August 18, 2017

Deadly Salmonella Papaya Outbreak Has Sickened 173 in 21 States

The deadly Salmonella outbreak linked to imported Maradol papayas has  sickened 173 people in 21 states, according to the Centers for Disease Control and Prevention. Two more states have reported patients: Missouri and Tennessee. There are now four different types of Salmonella: KIambu, Thompson, Agona, and Gaminara.  The same strain of these types were found in samples collected from ill persons and from papayas. The case count by state is: Connecticut (6), Delaware (4), Iowa (2), Illinois (3), Kentucky (4), Louisiana (1), Maryland (8), Massachusetts (8), Michigan (1), Minnesota (4), Missouri (1), North Carolina (5), New Jersey (36), New York (50), Ohio (1), Oklahoma (4), Pennsylvania (8), Tennessee (1), Texas (9), Virginia (16), Wisconsin (1). Fifty-eight patients have been … [Read more...]

Deadly Papaya Salmonella Outbreak: How is the Fruit Contaminated?

The ongoing deadly Salmonella outbreak linked to imported Maradol papayas has sickened at least 141 people in 19 states. Since Salmonella is such an underreported illness, with a multiplier of 38, that means that there could be more than 5,000 people sick in this particular outbreak in the United States. But how does Salmonella get on papayas? That is not a food typically associated with foodborne illness outbreaks. Salmonella is ubiquitous in the environment. It is present in the soil, in the feces of animals and birds, and some people carry it. Any food can be contaminated with Salmonella, but produce is quite susceptible to it because it is a natural product. There have been quite a few outbreaks in the past few years caused by produce contaminated with Salmonella, E. coli, … [Read more...]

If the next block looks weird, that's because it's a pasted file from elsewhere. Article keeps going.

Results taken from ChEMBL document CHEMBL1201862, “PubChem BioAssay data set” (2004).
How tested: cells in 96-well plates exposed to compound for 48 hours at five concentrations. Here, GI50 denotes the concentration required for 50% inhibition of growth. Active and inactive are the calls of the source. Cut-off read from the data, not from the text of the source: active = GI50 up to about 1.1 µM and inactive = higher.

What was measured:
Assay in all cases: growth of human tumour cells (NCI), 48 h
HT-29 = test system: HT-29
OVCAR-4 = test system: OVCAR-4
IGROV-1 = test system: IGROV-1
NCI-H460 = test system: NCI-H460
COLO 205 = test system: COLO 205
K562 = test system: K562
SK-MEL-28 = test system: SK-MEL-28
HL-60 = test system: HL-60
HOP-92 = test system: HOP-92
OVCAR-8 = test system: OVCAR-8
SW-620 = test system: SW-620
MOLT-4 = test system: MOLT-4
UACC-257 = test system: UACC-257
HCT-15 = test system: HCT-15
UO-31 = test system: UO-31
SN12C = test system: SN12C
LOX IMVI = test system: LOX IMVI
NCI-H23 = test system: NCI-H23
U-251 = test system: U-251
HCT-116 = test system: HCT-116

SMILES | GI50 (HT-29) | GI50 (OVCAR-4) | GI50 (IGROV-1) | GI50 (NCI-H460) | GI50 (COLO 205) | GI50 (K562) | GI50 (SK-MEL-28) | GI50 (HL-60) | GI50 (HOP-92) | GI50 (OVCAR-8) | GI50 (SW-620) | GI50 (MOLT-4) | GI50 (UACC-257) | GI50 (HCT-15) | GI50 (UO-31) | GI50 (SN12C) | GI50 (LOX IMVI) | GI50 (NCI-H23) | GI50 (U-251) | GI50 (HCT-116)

Mystery of Two MN Children with E. coli Infections Unsolved